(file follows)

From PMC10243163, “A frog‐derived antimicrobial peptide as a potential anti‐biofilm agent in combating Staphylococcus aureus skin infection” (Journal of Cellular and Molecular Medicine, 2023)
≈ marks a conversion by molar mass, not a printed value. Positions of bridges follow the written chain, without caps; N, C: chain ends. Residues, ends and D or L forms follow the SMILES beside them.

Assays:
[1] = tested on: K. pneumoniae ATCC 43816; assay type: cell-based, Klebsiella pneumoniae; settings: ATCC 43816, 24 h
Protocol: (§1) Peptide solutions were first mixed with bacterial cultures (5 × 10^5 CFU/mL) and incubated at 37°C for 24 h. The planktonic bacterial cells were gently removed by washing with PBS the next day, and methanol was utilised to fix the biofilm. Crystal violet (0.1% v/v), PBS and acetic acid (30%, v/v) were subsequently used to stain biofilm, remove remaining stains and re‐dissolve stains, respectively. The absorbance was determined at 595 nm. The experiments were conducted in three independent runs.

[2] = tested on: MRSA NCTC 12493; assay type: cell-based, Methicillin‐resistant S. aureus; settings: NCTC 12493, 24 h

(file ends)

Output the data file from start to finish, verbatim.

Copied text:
From PMC10243163, “A frog‐derived antimicrobial peptide as a potential anti‐biofilm agent in combating Staphylococcus aureus skin infection” (Journal of Cellular and Molecular Medicine, 2023)
≈ marks a conversion by molar mass, not a printed value. Positions of bridges follow the written chain, without caps; N, C: chain ends. Residues, ends and D or L forms follow the SMILES beside them.

Assays:
[1] = tested on: K. pneumoniae ATCC 43816; assay type: cell-based, Klebsiella pneumoniae; settings: ATCC 43816, 24 h
Protocol: (§1) Peptide solutions were first mixed with bacterial cultures (5 × 10^5 CFU/mL) and incubated at 37°C for 24 h. The planktonic bacterial cells were gently removed by washing with PBS the next day, and methanol was utilised to fix the biofilm. Crystal violet (0.1% v/v), PBS and acetic acid (30%, v/v) were subsequently used to stain biofilm, remove remaining stains and re‐dissolve stains, respectively. The absorbance was determined at 595 nm. The experiments were conducted in three independent runs.

[2] = tested on: MRSA NCTC 12493; assay type: cell-based, Methicillin‐resistant S. aureus; settings: NCTC 12493, 24 h